Magic, painting, literature, filmmaking and so on, it’s all a big fake. A good fake is the crucial and decisive ingredient if an artist is to pull the wool over the viewer/reader’s eyes and achieve the illusion of an alternate experience. We revel in fakery, and celebrate the makers of fakery, whether they be magicians or filmmakers. In F for Fake, Orson Welles — the ultimate master of the fake (his radio broadcast of The War of the Worlds could be among the 20th century’s greatest fakes) an artist who used inventive devices in radio, theater, and cinema to seduce audiences into deeper realms of the imagination and illusion — contemplates the whole idea of Fakery. The notorious master art forger Elmyr de Hory and the equally notorious writer Clifford Irving, whose faux biography of Howard Hughes turned him into a tabloid sensation, are the subjects around which Welles pivots his wryly funny and personable essay on the testy relationship between illusion and authenticity, and between art and commerce.
Where do we draw the line between art and forgery? Does the fraudulent nature of what de Hory and Irving do so well automatically invalidate and diminish the value of their works, though as observers we marvel at the impeccable perfection of their forgeries? Welles’ essay isn’t striving for conclusions, but it entertains the notion of art as illusion with humor and self-reflection. That discursive quality in the film is also, to some extent anyway, its undoing, as Welles’s narration turns over and over on itself, one idea overlapping another, replacing or muddling the last, threatening to obfuscate the filmmaker’s entire enterprise. Sometimes we don’t know where to look or which of his observations to retain and take with us through the rest of this otherwise compelling journey.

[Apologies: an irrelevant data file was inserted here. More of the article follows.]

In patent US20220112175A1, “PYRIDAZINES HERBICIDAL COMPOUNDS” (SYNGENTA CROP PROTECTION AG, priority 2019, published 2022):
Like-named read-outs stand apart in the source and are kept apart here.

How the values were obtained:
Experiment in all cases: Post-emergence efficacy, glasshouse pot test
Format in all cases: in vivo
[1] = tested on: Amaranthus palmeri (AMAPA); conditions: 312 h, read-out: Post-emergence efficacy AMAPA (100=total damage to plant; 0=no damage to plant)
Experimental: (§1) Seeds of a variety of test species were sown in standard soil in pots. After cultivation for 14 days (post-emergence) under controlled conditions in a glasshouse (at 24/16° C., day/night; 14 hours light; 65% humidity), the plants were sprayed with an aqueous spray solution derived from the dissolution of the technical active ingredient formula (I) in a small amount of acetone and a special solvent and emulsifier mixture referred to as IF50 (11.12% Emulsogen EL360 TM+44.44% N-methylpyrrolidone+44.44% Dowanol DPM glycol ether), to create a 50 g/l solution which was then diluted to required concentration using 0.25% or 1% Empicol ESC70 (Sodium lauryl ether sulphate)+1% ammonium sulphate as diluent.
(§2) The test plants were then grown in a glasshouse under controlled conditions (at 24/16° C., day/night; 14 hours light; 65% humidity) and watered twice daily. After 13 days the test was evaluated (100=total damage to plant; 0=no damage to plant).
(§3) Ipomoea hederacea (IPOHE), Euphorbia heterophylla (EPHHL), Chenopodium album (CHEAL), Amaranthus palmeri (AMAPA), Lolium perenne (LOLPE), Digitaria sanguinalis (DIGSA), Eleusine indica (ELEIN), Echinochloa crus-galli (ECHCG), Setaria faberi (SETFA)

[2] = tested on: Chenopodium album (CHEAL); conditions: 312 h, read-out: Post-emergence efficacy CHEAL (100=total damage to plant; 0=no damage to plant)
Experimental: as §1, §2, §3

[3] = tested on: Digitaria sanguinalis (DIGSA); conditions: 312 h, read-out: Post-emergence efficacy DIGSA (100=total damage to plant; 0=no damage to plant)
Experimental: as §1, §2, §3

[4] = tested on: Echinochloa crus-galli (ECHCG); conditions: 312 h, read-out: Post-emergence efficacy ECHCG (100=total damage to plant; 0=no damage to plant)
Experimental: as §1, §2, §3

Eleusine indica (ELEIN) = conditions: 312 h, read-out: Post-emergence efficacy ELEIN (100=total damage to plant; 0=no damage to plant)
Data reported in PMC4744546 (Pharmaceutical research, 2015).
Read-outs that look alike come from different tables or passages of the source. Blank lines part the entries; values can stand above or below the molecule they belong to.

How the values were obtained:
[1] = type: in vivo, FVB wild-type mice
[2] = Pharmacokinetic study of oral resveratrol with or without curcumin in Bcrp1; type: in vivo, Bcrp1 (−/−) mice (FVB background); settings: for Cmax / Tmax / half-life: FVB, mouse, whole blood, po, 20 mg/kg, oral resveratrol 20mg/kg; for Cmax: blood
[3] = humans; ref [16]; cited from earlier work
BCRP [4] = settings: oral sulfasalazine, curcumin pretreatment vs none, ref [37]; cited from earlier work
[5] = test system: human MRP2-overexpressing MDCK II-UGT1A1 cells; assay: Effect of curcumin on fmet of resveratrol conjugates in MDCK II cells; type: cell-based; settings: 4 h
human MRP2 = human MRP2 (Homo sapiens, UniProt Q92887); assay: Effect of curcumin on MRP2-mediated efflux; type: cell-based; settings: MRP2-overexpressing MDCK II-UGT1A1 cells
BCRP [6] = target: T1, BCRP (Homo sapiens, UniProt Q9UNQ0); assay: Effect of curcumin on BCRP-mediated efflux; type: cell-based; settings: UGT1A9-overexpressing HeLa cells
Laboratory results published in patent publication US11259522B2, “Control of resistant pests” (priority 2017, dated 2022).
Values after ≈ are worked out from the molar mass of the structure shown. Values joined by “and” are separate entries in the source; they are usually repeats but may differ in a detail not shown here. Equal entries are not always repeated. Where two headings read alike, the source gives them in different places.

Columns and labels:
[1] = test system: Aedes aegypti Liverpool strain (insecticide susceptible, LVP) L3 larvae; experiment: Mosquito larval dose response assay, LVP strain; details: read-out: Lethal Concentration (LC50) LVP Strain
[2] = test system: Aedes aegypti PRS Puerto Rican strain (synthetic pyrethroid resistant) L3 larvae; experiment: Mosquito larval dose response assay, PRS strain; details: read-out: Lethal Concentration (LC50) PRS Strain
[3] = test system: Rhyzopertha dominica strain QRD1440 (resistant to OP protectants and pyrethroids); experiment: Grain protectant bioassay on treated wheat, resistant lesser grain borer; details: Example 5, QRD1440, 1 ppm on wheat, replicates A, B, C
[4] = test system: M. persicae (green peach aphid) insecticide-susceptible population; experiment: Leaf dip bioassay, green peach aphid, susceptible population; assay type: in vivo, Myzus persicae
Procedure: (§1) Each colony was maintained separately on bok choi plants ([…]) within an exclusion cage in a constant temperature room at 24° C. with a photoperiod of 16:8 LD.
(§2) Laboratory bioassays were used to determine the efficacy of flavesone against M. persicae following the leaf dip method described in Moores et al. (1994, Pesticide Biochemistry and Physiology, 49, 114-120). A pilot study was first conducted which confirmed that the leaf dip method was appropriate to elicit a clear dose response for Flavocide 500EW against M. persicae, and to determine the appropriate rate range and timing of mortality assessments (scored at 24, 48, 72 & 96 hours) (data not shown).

Welles structures F for Fake as an extended monologue, a point-counterpoint speculation on how and why de Hory and Irving pulled off their respective fakes, so much so that they built success and fame out of their practice. The tone is clever and light, the editing at once whimsical and complex as Welles cross-cuts between his original footage and archival documentary footage of de Hory and Irving. That interplay makes F for Fake a surprisingly dynamic, constantly engaging experimental documentary, a personal essay that gives the viewer the feeling that he’s in Welles’s expansive company around a dinner table while he considers and pontificates on a pet topic. That in itself is a privilege, and reason enough to check out F for Fake, the filmmaker’s last and among his most cherished personal projects.
Directed by: Orson Welles
Written by: Orson Welles
Cast: Orson Welles, Oja Kodar, Elmyr de Hory, Clifford Irving, Joseph Cotton, Francois Reichenbach, Richard Wilson, Paul Stewarak